Taken together, Rainlendar2 is a great tool for keeping a small, simple and easy to update record of birthdays, holidays, events and things to do. That’s what I love it for. It’s clearly the wrong pick if you’re looking for a software to replace your File-O-Fax. For more ambitious users who need a better overview of their appointments and a few more features I recommend KOrganizer or Mozilla Sunbird.

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  1. Sandi F
    January 9, 2017 at 1:05 am

    I have been using rainlendar for about 7 years now and really don't know what I would do without it, I used to have a problem with missing appointments but this reminder system keeps me in check. Wonderful, simple and easy to use program !!!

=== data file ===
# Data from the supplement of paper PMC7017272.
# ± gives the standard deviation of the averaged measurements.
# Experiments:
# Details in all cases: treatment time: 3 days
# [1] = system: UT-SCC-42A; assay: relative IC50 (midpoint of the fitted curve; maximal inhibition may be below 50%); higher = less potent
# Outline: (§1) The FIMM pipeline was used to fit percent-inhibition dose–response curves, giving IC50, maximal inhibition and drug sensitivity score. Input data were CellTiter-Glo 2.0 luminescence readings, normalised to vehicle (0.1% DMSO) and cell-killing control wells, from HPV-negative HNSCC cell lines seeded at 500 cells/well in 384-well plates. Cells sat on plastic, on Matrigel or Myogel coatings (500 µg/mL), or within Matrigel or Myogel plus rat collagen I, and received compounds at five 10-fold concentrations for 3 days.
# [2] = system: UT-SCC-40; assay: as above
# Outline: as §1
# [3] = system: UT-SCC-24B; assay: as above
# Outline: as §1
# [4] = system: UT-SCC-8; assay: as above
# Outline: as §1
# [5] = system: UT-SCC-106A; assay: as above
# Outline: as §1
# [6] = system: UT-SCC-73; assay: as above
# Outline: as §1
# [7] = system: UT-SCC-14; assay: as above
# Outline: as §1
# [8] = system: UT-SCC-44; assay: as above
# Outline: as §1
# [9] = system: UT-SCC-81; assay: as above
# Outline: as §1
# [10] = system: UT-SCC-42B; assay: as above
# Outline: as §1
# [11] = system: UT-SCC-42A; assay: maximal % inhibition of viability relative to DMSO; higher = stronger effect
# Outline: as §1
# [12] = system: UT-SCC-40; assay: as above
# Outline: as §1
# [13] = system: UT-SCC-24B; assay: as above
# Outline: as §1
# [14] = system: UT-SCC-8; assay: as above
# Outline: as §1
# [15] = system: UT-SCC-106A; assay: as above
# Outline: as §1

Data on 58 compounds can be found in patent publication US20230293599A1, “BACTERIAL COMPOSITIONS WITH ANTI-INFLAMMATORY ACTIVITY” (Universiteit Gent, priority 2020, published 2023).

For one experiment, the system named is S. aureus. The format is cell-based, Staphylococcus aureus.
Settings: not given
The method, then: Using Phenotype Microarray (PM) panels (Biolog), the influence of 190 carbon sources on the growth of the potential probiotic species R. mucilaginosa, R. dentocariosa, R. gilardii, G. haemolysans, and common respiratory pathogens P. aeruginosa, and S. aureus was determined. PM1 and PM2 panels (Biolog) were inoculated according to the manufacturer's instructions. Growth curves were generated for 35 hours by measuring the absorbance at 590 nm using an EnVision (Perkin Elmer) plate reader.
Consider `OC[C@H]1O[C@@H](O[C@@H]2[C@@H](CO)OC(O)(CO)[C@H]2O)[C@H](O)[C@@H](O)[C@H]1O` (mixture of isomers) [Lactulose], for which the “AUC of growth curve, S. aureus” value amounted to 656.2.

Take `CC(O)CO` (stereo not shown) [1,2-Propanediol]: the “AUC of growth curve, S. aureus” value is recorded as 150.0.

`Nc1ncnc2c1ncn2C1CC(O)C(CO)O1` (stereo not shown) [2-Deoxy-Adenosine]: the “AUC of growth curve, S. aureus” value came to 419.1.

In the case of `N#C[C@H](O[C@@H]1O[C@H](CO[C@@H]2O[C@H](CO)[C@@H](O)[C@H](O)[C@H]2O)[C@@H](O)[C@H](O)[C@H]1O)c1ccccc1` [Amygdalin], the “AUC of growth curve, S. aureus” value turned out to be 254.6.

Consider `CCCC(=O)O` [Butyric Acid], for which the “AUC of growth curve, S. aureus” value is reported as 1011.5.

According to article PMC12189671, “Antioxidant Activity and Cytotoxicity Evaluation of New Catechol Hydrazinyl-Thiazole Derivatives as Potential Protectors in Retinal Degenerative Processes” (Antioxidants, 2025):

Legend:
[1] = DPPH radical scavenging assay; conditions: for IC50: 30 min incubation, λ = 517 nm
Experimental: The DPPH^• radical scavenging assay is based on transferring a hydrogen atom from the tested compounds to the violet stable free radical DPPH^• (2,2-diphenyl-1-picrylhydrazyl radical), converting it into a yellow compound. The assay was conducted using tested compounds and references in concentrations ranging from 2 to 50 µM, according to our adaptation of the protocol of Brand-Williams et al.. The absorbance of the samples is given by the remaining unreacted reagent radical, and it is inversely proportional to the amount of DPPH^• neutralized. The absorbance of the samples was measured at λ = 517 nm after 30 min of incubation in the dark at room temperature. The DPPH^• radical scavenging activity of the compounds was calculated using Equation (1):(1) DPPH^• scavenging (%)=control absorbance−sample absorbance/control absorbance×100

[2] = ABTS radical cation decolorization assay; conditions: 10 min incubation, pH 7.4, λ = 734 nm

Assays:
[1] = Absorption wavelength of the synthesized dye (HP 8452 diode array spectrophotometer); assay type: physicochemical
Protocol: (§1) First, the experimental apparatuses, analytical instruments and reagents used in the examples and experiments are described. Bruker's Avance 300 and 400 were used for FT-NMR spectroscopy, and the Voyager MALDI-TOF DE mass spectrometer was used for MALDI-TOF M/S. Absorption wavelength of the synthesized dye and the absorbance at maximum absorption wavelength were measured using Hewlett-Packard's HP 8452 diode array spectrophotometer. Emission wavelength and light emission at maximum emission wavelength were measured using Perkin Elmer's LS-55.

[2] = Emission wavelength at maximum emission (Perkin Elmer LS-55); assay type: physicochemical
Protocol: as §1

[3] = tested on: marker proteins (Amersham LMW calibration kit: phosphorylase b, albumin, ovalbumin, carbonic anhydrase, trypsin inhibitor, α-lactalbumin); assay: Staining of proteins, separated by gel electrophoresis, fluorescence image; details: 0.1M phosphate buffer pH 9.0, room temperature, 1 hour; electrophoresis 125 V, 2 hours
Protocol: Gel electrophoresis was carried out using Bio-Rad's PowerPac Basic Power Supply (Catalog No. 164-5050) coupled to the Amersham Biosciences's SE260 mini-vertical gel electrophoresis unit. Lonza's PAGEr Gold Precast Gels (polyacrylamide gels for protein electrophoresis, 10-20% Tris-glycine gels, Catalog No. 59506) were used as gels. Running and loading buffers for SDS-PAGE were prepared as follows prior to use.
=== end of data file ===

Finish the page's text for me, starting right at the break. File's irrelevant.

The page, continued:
• Tina Sieber
      January 10, 2017 at 11:31 am

      Thank you for sharing, Sandi!

      How come you came across this beginner's article after having used Rainlendar for so many years? This was the first article I ever published for MakeUseOf by the way (and I'm still publishing). :)

      During those many years you've been using Rainlendar, have you discovered any cool features or have you tweaked it in a special way or how do you integrate it into your daily routine? Would be great to hear your tips and tricks.

  2. Jimmy
    December 30, 2008 at 4:58 pm

    I find Rainlender extremely useful and have long been a fan.

  3. brano
    December 29, 2007 at 1:18 pm Exstora - Personal Organizer,
    Day Planner, Note Manager (Lite-free +Pro)

    • Aibek
      December 30, 2007 at 10:19 am

      Thanks for the link,

      In case anyone interested here are some of the things that you get with Exstora (free version):

      - Quick Notes and Events Creating
      - Built-in Day Planner
      - Long-term Scheduling
      - Recurrent Scheduled Events
      - Stick Notes
      - Collapse Quick Notes.

  4. Brainiac
    December 29, 2007 at 8:41 am

    Looks pretty good. I really like the idea of exporting "ready" calendars from Thank you